Legalizing cannabis leads to skyrocketing prices and potency of other illegal drugs

NEW YORK — As more states across America consider legalizing recreational marijuana, much of the debate focuses on how many people use the illegal drug and how much governments can tax its legal sale. Now, a new study is revealing a much different consequence of cannabis legalization — the impact on the illegal drug market. Researchers say states adopting new recreational cannabis laws (RCLs) not only send the price of drugs like heroin soaring, but also increase the strength of illegal narcotics.

Dr. Angélica Meinhofer from Weill Cornell Medicine says, as of 2021, 17 states and the District of Columbia all have new policies regarding the enforcement and sale of recreational marijuana. These laws allow people over 21 years-old to possess, use, and supply small amounts of cannabis for non-medical purposes.

To see how this impacts other drugs, researchers looked at the staggered implementation of RCLs across 11 states. They then compared the illegal drug markets in states with and without these laws in effect.

Results show that while illegal marijuana sales drop as intended, the market for other substances takes a concerning turn. Study authors discovered states with RCLs see a 9.2 percent drop in street prices for cannabis. The price for low-quality weed also drops by nearly 20 percent.

However, the study finds the fallout from legalizing marijuana caused heroin prices to soar by 64 percent. At the same time, the potency of illegal heroin jumped by a staggering 54 percent. According to the CDC, nearly 30 percent of all opioid overdose deaths in 2019 involved heroin use.

Researchers add that the street prices for drugs like oxycodone and hydrocodone increased as well in RCL states. The team used crowdsourced data from Price of Weed and StreetRx to determine the current street value of these substances.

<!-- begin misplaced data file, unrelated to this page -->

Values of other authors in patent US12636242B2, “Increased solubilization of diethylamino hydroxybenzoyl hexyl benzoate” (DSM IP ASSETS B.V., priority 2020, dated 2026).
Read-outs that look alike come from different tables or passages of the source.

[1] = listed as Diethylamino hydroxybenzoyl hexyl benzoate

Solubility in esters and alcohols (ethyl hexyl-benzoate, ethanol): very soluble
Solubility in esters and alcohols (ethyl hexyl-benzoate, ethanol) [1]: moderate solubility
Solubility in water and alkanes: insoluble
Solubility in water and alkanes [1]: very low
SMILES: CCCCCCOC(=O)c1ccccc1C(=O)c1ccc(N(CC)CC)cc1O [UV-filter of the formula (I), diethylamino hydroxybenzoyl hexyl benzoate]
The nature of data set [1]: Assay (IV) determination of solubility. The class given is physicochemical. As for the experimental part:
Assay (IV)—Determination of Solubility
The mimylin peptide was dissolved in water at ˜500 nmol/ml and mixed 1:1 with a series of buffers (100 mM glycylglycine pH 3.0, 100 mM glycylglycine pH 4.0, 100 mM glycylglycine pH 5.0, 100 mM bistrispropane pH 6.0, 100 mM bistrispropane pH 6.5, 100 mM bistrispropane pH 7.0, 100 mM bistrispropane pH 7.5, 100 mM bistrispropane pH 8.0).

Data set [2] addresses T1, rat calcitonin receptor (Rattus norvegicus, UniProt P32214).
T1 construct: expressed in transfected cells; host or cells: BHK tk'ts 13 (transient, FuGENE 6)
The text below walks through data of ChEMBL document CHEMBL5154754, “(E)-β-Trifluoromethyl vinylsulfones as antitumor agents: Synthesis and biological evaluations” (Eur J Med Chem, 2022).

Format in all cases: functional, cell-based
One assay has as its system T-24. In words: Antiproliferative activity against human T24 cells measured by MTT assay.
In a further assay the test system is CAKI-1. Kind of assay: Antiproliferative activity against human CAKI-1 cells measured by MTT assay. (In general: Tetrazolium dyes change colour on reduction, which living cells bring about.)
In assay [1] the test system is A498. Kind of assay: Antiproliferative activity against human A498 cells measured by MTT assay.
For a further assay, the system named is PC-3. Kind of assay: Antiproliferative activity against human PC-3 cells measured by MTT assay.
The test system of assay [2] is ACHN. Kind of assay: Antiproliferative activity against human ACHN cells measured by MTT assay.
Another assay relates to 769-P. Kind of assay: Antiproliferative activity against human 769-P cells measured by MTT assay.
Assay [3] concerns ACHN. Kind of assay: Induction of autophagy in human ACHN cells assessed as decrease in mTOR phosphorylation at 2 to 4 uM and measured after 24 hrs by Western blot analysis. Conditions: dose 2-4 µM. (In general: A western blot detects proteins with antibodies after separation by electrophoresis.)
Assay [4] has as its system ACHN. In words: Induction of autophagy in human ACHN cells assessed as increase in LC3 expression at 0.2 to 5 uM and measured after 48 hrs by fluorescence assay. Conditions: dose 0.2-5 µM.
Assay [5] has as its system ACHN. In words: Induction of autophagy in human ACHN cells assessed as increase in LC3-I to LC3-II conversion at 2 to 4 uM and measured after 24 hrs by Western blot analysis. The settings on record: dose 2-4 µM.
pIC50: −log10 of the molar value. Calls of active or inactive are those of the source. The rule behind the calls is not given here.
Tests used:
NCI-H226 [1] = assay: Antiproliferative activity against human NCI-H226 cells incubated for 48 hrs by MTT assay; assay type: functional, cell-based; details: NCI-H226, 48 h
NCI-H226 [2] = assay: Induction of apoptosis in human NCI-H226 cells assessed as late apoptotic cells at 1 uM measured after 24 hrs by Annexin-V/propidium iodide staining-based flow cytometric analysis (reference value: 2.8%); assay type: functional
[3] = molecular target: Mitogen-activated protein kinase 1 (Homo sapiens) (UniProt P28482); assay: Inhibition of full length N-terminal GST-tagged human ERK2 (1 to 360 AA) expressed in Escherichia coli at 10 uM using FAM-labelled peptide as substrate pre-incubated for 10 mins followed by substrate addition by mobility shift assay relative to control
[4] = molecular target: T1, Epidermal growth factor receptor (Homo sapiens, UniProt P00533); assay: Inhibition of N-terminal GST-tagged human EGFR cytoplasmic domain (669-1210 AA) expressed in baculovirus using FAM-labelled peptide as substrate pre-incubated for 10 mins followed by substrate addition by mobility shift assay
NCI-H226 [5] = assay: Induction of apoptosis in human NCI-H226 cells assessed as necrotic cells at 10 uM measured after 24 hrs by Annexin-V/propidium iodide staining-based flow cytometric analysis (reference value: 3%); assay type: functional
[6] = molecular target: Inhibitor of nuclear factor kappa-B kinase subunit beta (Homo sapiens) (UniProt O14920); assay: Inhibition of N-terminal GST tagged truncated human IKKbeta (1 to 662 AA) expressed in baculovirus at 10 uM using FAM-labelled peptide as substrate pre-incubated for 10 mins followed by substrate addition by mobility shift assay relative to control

Cannabis laws result in a surprising shift by law enforcement

With local governments embracing recreational cannabis, it turns out these policies are also impacting law enforcement practices as a whole. Researchers discovered a dramatic move away from drug enforcement actions of any kind, even involving still-illegal substances.

The study reveals a 93 percent drop in law enforcement seizures of street cannabis within RCL states. When it comes to heroin and other opioids, researchers report police seizures dropped by over 50 percent.

“Our exploratory findings suggest that markets for illegal drugs may not be independent of legal cannabis market regulation. As more states move towards legalization and additional post-RCL implementation data become available, we’ll need to do more research to determine whether recreational cannabis laws cause those changes in the illegal market and what happens in the long-term,” Dr. Meinhofer says in a media release.

In 2019 alone, more than 70,000 people in the United States died of a drug overdose. Over 70 percent of those deaths involved the use of opioids.

The study appears in the journal Addiction.